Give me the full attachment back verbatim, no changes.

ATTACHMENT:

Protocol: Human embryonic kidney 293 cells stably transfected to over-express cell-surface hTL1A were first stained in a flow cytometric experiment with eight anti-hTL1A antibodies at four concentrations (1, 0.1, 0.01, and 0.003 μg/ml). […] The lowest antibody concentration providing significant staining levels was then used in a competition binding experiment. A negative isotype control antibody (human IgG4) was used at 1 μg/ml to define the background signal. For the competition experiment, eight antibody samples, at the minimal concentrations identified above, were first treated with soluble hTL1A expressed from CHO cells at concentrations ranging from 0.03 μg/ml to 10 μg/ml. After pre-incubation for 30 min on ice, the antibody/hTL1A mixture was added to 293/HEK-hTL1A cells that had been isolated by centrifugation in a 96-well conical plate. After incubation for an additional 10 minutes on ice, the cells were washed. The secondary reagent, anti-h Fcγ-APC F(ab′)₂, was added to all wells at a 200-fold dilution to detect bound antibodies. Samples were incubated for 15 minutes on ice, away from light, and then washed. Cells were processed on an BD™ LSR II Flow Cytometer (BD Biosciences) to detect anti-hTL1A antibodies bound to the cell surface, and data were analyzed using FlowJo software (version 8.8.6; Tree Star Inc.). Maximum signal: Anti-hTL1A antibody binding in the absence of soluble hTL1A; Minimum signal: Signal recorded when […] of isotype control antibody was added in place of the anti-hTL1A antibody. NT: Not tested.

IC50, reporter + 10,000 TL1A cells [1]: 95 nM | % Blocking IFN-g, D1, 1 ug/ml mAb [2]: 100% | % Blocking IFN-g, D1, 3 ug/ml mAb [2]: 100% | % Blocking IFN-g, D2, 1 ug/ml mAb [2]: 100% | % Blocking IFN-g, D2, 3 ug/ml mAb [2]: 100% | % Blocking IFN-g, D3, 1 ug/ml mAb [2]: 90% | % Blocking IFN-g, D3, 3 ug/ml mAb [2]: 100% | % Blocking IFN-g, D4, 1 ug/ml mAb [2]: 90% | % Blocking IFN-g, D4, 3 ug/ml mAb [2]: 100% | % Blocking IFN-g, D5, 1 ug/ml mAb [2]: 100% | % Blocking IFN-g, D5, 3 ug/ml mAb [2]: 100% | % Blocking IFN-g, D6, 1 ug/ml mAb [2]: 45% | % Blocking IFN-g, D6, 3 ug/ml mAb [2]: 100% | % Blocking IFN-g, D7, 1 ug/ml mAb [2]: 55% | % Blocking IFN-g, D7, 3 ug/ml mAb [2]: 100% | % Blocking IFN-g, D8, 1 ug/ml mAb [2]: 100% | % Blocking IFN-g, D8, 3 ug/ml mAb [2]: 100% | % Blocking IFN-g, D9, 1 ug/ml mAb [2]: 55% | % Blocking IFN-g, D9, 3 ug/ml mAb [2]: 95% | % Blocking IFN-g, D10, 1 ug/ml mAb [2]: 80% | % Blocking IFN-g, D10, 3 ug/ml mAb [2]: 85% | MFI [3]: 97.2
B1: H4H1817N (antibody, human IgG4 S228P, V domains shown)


Protocol: Human embryonic kidney 293 cells stably transfected to over-express cell-surface hTL1A were first stained in a flow cytometric experiment with eight anti-hTL1A antibodies at four concentrations (1, 0.1, 0.01, and 0.003 μg/ml). […] The lowest antibody concentration providing significant staining levels was then used in a competition binding experiment. A negative isotype control antibody (human IgG4) was used at 1 μg/ml to define the background signal. For the competition experiment, eight antibody samples, at the minimal concentrations identified above, were first treated with soluble hTL1A expressed from CHO cells at concentrations ranging from 0.03 μg/ml to 10 μg/ml. After pre-incubation for 30 min on ice, the antibody/hTL1A mixture was added to 293/HEK-hTL1A cells that had been isolated by centrifugation in a 96-well conical plate. After incubation for an additional 10 minutes on ice, the cells were washed. The secondary reagent, anti-h Fcγ-APC F(ab′)₂, was added to all wells at a 200-fold dilution to detect bound antibodies. Samples were incubated for 15 minutes on ice, away from light, and then washed. Cells were processed on an BD™ LSR II Flow Cytometer (BD Biosciences) to detect anti-hTL1A antibodies bound to the cell surface, and data were analyzed using FlowJo software (version 8.8.6; Tree Star Inc.). Maximum signal: Anti-hTL1A antibody binding in the absence of soluble hTL1A; Minimum signal: Signal recorded when […] of isotype control antibody was added in place of the anti-hTL1A antibody. NT: Not tested.

IC50, reporter + 10,000 TL1A cells [1]: 95 nM | % Blocking IFN-g, D1, 1 ug/ml mAb [2]: 100% | % Blocking IFN-g, D1, 3 ug/ml mAb [2]: 100% | % Blocking IFN-g, D2, 1 ug/ml mAb [2]: 100% | % Blocking IFN-g, D2, 3 ug/ml mAb [2]: 100% | % Blocking IFN-g, D3, 1 ug/ml mAb [2]: 90% | % Blocking IFN-g, D3, 3 ug/ml mAb [2]: 100% | % Blocking IFN-g, D4, 1 ug/ml mAb [2]: 90% | % Blocking IFN-g, D4, 3 ug/ml mAb [2]: 100% | % Blocking IFN-g, D5, 1 ug/ml mAb [2]: 100% | % Blocking IFN-g, D5, 3 ug/ml mAb [2]: 100% | % Blocking IFN-g, D6, 1 ug/ml mAb [2]: 45% | % Blocking IFN-g, D6, 3 ug/ml mAb [2]: 100% | % Blocking IFN-g, D7, 1 ug/ml mAb [2]: 55% | % Blocking IFN-g, D7, 3 ug/ml mAb [2]: 100% | % Blocking IFN-g, D8, 1 ug/ml mAb [2]: 100% | % Blocking IFN-g, D8, 3 ug/ml mAb [2]: 100% | % Blocking IFN-g, D9, 1 ug/ml mAb [2]: 55% | % Blocking IFN-g, D9, 3 ug/ml mAb [2]: 95% | % Blocking IFN-g, D10, 1 ug/ml mAb [2]: 80% | % Blocking IFN-g, D10, 3 ug/ml mAb [2]: 85% | MFI [3]: 97.2
B1: H4H1817N (antibody, human IgG4 S228P, V domains shown)